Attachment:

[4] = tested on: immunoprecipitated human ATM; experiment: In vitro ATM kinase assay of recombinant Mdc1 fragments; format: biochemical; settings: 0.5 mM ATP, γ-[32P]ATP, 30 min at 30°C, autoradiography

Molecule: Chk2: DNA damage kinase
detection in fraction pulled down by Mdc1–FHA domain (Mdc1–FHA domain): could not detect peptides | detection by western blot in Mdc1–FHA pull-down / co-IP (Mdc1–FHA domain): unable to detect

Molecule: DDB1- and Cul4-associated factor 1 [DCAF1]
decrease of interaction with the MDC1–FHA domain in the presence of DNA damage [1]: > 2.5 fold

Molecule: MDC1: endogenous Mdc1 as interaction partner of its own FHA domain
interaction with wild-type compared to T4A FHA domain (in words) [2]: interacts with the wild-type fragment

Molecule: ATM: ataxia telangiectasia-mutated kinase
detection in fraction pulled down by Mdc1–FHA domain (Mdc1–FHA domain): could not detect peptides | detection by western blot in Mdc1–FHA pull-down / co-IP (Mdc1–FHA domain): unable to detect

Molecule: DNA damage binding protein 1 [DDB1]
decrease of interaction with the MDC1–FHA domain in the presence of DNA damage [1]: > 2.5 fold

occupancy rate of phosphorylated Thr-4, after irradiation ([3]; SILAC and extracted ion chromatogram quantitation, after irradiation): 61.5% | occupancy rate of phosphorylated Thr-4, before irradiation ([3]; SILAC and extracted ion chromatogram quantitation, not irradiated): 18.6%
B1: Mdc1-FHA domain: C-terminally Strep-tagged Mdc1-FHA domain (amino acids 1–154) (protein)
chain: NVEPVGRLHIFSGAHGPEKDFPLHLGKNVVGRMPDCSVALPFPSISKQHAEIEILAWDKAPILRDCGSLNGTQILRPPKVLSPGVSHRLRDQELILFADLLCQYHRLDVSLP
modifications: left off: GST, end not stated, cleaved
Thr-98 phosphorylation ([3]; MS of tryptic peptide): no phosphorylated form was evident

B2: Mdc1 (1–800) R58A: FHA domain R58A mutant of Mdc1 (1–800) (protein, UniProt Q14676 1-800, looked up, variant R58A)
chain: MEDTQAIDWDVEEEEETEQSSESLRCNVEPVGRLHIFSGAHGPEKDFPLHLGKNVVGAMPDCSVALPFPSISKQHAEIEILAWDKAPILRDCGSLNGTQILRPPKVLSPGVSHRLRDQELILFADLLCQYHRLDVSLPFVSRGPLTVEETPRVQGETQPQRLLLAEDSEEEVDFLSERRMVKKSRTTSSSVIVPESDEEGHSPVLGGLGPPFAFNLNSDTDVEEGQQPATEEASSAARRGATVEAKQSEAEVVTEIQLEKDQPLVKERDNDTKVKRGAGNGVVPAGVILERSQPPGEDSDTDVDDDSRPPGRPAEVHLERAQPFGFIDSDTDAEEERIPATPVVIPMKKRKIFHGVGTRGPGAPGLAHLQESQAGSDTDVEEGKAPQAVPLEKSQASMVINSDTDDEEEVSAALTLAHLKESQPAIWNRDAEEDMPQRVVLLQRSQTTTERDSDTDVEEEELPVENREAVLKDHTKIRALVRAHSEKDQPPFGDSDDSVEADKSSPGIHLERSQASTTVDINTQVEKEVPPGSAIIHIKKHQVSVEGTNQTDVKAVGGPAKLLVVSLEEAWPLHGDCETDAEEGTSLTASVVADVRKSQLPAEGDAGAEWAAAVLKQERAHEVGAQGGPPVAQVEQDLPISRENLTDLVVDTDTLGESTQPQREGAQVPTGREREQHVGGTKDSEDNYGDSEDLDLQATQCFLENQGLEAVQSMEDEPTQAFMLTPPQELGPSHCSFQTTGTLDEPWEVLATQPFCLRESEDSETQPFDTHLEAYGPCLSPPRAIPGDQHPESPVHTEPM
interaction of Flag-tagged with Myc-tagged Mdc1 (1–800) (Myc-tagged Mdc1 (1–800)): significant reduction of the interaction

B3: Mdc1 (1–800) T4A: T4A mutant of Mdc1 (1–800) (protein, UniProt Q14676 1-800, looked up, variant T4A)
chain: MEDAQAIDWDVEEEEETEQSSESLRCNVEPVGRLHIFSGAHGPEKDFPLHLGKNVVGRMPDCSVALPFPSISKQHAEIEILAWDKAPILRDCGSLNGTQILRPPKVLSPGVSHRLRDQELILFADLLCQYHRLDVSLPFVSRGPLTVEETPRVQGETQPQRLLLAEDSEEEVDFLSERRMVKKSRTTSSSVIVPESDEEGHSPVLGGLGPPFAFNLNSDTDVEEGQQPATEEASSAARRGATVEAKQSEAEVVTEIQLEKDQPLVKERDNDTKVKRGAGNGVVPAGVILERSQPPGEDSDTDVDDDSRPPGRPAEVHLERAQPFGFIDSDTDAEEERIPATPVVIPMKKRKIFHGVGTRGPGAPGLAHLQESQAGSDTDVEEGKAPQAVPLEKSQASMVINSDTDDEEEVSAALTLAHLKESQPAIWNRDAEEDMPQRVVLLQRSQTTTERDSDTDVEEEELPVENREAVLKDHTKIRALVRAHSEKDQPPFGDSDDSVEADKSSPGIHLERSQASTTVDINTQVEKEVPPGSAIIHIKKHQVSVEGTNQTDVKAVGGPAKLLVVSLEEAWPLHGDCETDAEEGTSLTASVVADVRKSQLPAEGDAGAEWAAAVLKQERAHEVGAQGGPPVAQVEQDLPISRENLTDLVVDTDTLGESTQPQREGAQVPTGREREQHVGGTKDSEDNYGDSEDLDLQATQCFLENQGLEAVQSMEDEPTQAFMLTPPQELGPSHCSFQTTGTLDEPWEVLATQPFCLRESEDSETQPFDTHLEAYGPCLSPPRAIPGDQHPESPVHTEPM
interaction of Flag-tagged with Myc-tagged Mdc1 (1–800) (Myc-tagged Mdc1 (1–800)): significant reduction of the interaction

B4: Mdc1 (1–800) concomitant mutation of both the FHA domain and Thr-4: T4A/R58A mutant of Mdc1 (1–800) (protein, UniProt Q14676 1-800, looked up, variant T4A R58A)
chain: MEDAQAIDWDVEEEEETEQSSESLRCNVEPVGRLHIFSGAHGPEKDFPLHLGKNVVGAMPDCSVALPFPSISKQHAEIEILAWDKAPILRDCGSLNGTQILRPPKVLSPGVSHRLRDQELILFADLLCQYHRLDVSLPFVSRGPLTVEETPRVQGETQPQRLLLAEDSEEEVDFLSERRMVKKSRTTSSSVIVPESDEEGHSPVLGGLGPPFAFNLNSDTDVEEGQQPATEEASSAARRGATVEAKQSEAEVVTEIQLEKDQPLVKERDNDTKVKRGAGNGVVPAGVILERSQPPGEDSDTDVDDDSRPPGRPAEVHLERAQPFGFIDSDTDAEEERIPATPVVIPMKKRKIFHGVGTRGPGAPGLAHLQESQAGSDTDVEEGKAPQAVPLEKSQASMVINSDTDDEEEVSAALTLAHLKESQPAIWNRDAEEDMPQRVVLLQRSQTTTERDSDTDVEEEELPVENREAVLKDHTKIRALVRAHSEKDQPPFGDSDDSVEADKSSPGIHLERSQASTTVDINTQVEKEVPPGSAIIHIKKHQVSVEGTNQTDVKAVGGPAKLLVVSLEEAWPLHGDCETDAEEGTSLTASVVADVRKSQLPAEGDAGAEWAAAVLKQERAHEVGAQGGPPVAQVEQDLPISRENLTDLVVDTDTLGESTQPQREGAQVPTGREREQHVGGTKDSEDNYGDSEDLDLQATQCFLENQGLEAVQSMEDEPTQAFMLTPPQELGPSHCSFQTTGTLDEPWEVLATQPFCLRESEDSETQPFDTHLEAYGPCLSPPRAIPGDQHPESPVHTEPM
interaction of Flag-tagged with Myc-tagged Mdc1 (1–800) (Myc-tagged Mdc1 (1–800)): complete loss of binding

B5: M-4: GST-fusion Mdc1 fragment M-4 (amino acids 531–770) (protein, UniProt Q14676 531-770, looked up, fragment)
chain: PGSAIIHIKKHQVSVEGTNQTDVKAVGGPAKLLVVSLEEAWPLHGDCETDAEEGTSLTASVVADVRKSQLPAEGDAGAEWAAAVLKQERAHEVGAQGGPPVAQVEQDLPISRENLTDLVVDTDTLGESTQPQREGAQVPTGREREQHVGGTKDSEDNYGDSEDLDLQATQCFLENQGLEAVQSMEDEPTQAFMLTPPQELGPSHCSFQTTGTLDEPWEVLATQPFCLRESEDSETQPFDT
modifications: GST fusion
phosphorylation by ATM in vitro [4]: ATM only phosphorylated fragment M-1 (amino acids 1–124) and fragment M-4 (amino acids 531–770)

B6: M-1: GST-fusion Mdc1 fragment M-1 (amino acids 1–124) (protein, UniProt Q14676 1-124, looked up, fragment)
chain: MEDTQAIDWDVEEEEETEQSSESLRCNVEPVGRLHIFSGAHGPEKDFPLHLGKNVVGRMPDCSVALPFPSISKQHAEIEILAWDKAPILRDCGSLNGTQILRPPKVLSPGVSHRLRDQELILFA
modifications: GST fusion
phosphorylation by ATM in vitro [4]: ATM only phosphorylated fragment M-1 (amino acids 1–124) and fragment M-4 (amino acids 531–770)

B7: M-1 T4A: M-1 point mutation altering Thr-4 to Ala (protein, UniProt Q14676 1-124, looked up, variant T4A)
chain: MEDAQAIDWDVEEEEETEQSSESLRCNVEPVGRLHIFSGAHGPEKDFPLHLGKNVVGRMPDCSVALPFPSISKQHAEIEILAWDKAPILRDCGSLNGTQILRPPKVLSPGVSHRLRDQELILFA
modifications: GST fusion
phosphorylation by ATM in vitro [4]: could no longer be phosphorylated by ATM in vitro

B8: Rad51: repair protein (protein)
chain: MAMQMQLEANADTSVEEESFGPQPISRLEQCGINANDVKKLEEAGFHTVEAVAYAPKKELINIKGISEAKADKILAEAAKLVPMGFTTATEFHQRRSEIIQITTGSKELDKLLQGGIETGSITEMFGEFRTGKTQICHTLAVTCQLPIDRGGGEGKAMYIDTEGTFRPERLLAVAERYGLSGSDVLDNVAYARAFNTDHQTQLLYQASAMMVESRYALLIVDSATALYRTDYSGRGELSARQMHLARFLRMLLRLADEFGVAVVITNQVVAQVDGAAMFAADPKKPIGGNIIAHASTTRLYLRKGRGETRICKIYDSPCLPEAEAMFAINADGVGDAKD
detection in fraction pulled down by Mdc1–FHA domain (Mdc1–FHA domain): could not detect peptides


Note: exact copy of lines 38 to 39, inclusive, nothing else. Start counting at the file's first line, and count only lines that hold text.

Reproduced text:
B8: Rad51: repair protein (protein)
chain: MAMQMQLEANADTSVEEESFGPQPISRLEQCGINANDVKKLEEAGFHTVEAVAYAPKKELINIKGISEAKADKILAEAAKLVPMGFTTATEFHQRRSEIIQITTGSKELDKLLQGGIETGSITEMFGEFRTGKTQICHTLAVTCQLPIDRGGGEGKAMYIDTEGTFRPERLLAVAERYGLSGSDVLDNVAYARAFNTDHQTQLLYQASAMMVESRYALLIVDSATALYRTDYSGRGELSARQMHLARFLRMLLRLADEFGVAVVITNQVVAQVDGAAMFAADPKKPIGGNIIAHASTTRLYLRKGRGETRICKIYDSPCLPEAEAMFAINADGVGDAKD